Imagine hearing the news that manufacturers are producing a proven and safe vaccine for COVID-19 and shipping it your way. It will be music to the world’s ears.
We don’t yet know which manufacturers will be involved. But thanks to guest columnist Amar Hanspal, we can see the possibility that smaller companies will at least be in the mix—because technological advancements are entering factories and permanently changing the way products are made.
“Intelligent automation, driven by software, is making manufacturing simpler, more transparent and more affordable than ever, and in doing so democratizing the process of making things for companies and individuals alike,” writes the CEO of Bright Machines and one of the 30 smart manufacturing leaders we profiled in April.
In his column, Hanspal focuses in on Diagnostics for the Real World (DRW), a 50-person firm that develops advanced diagnostics devices for the world’s most infectious diseases. For patients living in remote parts of Africa, DRW’s toaster-sized SAMBA (Simple AMplification Based Assay) testing device has cut the time it takes to get HIV test results from two or three months to less than two hours.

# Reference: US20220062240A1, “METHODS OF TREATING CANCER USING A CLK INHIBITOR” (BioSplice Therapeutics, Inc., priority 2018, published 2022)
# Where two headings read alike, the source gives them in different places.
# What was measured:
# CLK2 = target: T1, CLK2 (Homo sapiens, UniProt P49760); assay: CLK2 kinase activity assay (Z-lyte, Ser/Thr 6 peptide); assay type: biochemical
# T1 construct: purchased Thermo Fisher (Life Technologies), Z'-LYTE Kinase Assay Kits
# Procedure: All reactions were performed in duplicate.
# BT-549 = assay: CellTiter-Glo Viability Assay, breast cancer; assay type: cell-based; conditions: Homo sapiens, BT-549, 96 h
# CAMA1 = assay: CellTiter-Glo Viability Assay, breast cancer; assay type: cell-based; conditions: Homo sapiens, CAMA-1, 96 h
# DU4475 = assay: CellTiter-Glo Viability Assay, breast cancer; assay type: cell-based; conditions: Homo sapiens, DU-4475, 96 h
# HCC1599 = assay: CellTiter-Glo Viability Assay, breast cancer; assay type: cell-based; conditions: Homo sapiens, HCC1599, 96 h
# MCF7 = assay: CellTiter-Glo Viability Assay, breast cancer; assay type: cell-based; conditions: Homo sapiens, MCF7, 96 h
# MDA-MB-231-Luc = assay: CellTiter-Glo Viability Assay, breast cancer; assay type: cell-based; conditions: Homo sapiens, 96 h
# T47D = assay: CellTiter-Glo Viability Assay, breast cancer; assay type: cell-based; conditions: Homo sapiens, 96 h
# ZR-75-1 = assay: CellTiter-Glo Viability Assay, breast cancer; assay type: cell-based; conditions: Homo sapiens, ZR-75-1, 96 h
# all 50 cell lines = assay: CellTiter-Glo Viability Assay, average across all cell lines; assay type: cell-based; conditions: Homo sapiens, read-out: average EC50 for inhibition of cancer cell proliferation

This, of course, allows life-saving treatment for a person with HIV to begin much faster. So it is easy to imagine the Zimbabwean in the photo—who is shown providing a blood sample for rapid diagnosis via DRW’s SAMBA device—appreciating the fact that the prettiest songs on earth are sung by the littlest birds.
To get to this enviable place, DRW implemented an adaptive robotic system from Bright Machines called a microfactory. It handles the delicate assembly of the SAMBA’s nucleic acid test.
Now armed with intelligent automation, DRW recently rolled out a rapid diagnostic test for COVID-19 across England—a test healthcare providers can complete at the point of care in less than 90 minutes.